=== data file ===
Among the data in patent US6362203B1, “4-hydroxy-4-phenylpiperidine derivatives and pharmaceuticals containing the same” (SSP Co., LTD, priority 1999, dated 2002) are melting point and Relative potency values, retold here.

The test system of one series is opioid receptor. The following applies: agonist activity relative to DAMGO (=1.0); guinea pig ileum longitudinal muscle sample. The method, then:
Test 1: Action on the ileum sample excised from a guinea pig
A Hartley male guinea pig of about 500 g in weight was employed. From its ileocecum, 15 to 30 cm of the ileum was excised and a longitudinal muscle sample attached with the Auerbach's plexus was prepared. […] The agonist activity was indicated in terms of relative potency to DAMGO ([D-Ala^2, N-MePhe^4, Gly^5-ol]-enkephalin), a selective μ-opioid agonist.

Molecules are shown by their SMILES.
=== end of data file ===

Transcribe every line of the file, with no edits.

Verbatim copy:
Among the data in patent US6362203B1, “4-hydroxy-4-phenylpiperidine derivatives and pharmaceuticals containing the same” (SSP Co., LTD, priority 1999, dated 2002) are melting point and Relative potency values, retold here.

The test system of one series is opioid receptor. The following applies: agonist activity relative to DAMGO (=1.0); guinea pig ileum longitudinal muscle sample. The method, then:
Test 1: Action on the ileum sample excised from a guinea pig
A Hartley male guinea pig of about 500 g in weight was employed. From its ileocecum, 15 to 30 cm of the ileum was excised and a longitudinal muscle sample attached with the Auerbach's plexus was prepared. […] The agonist activity was indicated in terms of relative potency to DAMGO ([D-Ala^2, N-MePhe^4, Gly^5-ol]-enkephalin), a selective μ-opioid agonist.

Molecules are shown by their SMILES.